Endurance sports, while widely considered to be healthier than strength sports, actually have a much higher rate of injury (4). In a very popular and semi-recent paper recreational runners are less likely to develop knee OA than the sedentary population, however, competitive runners are more likely to develop knee OA (5). In addition, the relationship between cardiovascular fitness and health is not 100% linear. High performance endurance athletes can have higher mortality and adaptations of the heart that can predispose them to other health issues (6).


Secondly … training like a high-level athlete can become very burdensome from a time, effort and money perspective. Many high-level athletes train, eat, sleep and recover like it’s their job. Eating 6 meals a day, being in bed by 8 to 10 every night, not being able to go out much, and training 8-10+ hours a week doesn’t seem like the lifestyle most people want to live when their goal is just to be healthy.

As such – training like a competitive athlete isn’t the answer either.


Well, what is the answer?

It’s tough to give specifics without understanding a person’s goals, general health, and demands of his or her life.

A good general guideline for what I consider to be “sufficient” strength and cardiovascular fitness is for people to:

  1. Be able to do physically demanding activities such as factory and farm work, help move furniture, and be able to play some sports with coworkers/kids without these tasks being a “max effort” or causing such fatigue or muscle soreness that they can’t be performed consistently.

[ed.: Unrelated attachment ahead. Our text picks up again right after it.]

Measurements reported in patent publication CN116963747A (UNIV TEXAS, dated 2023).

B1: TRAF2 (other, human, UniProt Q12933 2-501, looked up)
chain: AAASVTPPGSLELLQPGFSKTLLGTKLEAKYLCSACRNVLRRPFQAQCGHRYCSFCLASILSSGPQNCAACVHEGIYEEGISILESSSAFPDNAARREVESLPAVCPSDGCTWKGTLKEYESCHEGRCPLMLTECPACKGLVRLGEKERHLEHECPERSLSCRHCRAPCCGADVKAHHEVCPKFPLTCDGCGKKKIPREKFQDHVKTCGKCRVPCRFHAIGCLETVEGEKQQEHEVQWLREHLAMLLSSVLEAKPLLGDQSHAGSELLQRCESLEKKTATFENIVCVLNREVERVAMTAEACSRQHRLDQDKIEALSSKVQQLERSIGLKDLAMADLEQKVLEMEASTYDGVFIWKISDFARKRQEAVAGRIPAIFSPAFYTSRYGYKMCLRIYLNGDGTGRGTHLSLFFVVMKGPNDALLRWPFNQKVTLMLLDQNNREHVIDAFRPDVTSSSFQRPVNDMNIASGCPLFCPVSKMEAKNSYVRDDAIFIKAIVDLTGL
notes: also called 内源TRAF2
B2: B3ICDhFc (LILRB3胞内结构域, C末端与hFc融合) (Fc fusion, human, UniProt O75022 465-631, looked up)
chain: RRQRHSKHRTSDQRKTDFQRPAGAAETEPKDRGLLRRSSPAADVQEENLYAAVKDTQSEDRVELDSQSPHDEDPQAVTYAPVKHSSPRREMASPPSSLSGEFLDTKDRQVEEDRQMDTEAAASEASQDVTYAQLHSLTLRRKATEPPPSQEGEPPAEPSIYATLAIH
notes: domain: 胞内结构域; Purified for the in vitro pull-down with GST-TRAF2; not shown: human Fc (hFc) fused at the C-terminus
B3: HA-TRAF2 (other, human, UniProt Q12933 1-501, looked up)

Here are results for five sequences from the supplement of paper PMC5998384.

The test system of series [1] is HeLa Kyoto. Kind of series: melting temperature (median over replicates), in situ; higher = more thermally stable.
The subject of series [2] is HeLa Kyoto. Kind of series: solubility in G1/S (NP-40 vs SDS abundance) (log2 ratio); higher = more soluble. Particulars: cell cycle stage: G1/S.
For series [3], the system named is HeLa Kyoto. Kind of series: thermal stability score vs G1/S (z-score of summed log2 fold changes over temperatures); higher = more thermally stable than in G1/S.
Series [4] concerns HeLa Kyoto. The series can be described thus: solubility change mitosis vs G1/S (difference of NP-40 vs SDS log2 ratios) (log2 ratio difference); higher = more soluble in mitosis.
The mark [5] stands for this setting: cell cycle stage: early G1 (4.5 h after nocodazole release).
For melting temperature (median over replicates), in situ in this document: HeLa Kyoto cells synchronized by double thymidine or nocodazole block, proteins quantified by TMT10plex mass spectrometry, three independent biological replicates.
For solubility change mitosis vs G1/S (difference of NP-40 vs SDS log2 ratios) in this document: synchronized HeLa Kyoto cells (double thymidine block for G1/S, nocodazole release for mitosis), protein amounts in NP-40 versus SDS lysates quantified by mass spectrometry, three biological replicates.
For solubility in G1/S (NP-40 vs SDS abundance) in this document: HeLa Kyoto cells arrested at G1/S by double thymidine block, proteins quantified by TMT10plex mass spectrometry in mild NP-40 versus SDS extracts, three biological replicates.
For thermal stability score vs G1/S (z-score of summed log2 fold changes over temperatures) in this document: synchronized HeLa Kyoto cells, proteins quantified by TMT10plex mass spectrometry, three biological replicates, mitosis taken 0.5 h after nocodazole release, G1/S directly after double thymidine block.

2. Have appropriate levels of bone density and lean body mass

…all throughout the lifespan. Some may disagree but that’s my standard.

Some good specific indicators of fitness are the following:

  • Being able to do at least 40 pushups straight (7)
  • Being able to stand on one leg (eyes open) for at least 20 seconds (8)
  • Being able to run a mile in at least 8 minutes (9)
  • A Timed Up and Go (or TUG) time < 12 seconds (10)

For most people who are healthy, 2-4 days a week of some well designed strength training and a bit of cardiovascular exercise (or playing some kind of recreational sport) along with some NEPA (non exercise physical activity such as moving at work), should have the desired effect without being burdensome or counterproductive to health.


Wrapping up

I hope this article provided some useful food for thought on making the distinction between optimal health and optimal athletic performance. As always – thanks for reading.

If you’re interested in learning more about effective exercise for clinical and athletic populations, checking out the Physio Network Masterclasses:

Want to learn how to optimise your exercise prescription for older adults?

Dr Mariana Wingood has done a Masterclass lecture series for us on:

“Exercise prescription for aging adults”

You can try Masterclass for FREE now with our 7-day trial!

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If you have a question, suggestion or a link to some related research, share below!

  • Jonathan Khoo

    hey excellent stuff man. yes i think it is very client dependent and depends on what the patients goals are although we likely need to be educating patients to a higher goal in the general population.
    It was also eye opening to hear of the downside of exercise to the newcomer – increase injury risk, OA, heart events and also the time and effort factor too

    Jonathan Khoo | 04 January 2023 | Likes